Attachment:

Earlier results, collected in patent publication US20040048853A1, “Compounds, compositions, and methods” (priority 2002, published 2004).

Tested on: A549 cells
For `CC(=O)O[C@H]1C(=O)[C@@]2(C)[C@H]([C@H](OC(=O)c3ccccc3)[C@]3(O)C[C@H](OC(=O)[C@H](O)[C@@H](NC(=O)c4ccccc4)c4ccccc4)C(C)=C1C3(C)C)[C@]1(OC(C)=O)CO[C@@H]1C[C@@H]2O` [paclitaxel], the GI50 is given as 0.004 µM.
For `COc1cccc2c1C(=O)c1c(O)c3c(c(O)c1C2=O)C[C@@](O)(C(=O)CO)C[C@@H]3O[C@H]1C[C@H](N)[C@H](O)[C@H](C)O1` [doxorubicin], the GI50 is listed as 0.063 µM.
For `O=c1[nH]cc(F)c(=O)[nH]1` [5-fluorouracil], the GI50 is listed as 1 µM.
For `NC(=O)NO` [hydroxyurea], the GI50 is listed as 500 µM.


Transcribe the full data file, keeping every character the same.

Earlier results, collected in patent publication US20040048853A1, “Compounds, compositions, and methods” (priority 2002, published 2004).

Tested on: A549 cells
For `CC(=O)O[C@H]1C(=O)[C@@]2(C)[C@H]([C@H](OC(=O)c3ccccc3)[C@]3(O)C[C@H](OC(=O)[C@H](O)[C@@H](NC(=O)c4ccccc4)c4ccccc4)C(C)=C1C3(C)C)[C@]1(OC(C)=O)CO[C@@H]1C[C@@H]2O` [paclitaxel], the GI50 is given as 0.004 µM.
For `COc1cccc2c1C(=O)c1c(O)c3c(c(O)c1C2=O)C[C@@](O)(C(=O)CO)C[C@@H]3O[C@H]1C[C@H](N)[C@H](O)[C@H](C)O1` [doxorubicin], the GI50 is listed as 0.063 µM.
For `O=c1[nH]cc(F)c(=O)[nH]1` [5-fluorouracil], the GI50 is listed as 1 µM.
For `NC(=O)NO` [hydroxyurea], the GI50 is listed as 500 µM.